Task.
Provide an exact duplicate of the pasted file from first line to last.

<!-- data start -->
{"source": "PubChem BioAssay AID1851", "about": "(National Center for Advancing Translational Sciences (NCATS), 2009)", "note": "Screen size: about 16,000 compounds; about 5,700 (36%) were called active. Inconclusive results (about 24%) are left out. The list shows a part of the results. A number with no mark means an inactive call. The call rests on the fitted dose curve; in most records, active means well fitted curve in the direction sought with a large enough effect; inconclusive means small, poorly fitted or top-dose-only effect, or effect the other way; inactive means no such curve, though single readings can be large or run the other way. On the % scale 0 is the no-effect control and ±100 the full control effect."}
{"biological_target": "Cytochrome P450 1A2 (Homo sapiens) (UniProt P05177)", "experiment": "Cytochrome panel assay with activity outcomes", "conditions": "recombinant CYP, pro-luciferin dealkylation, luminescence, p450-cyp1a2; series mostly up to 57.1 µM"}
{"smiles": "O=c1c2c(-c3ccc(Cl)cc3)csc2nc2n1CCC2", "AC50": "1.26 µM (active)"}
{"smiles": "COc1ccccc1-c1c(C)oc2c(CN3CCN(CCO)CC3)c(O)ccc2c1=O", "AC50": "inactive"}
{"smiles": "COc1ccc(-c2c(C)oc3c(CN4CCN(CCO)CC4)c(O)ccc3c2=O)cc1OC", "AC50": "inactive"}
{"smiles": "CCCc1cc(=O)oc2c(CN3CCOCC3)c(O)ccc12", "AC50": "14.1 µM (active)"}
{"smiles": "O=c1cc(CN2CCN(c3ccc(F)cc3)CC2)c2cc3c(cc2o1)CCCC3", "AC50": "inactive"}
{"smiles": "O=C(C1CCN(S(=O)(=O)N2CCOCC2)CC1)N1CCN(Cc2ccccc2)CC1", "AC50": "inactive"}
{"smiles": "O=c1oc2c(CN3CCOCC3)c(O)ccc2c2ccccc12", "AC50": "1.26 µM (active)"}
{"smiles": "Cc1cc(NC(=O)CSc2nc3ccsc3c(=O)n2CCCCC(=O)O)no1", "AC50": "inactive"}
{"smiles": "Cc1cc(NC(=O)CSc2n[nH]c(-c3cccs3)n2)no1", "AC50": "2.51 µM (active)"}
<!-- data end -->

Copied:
{"source": "PubChem BioAssay AID1851", "about": "(National Center for Advancing Translational Sciences (NCATS), 2009)", "note": "Screen size: about 16,000 compounds; about 5,700 (36%) were called active. Inconclusive results (about 24%) are left out. The list shows a part of the results. A number with no mark means an inactive call. The call rests on the fitted dose curve; in most records, active means well fitted curve in the direction sought with a large enough effect; inconclusive means small, poorly fitted or top-dose-only effect, or effect the other way; inactive means no such curve, though single readings can be large or run the other way. On the % scale 0 is the no-effect control and ±100 the full control effect."}
{"biological_target": "Cytochrome P450 1A2 (Homo sapiens) (UniProt P05177)", "experiment": "Cytochrome panel assay with activity outcomes", "conditions": "recombinant CYP, pro-luciferin dealkylation, luminescence, p450-cyp1a2; series mostly up to 57.1 µM"}
{"smiles": "O=c1c2c(-c3ccc(Cl)cc3)csc2nc2n1CCC2", "AC50": "1.26 µM (active)"}
{"smiles": "COc1ccccc1-c1c(C)oc2c(CN3CCN(CCO)CC3)c(O)ccc2c1=O", "AC50": "inactive"}
{"smiles": "COc1ccc(-c2c(C)oc3c(CN4CCN(CCO)CC4)c(O)ccc3c2=O)cc1OC", "AC50": "inactive"}
{"smiles": "CCCc1cc(=O)oc2c(CN3CCOCC3)c(O)ccc12", "AC50": "14.1 µM (active)"}
{"smiles": "O=c1cc(CN2CCN(c3ccc(F)cc3)CC2)c2cc3c(cc2o1)CCCC3", "AC50": "inactive"}
{"smiles": "O=C(C1CCN(S(=O)(=O)N2CCOCC2)CC1)N1CCN(Cc2ccccc2)CC1", "AC50": "inactive"}
{"smiles": "O=c1oc2c(CN3CCOCC3)c(O)ccc2c2ccccc12", "AC50": "1.26 µM (active)"}
{"smiles": "Cc1cc(NC(=O)CSc2nc3ccsc3c(=O)n2CCCCC(=O)O)no1", "AC50": "inactive"}
{"smiles": "Cc1cc(NC(=O)CSc2n[nH]c(-c3cccs3)n2)no1", "AC50": "2.51 µM (active)"}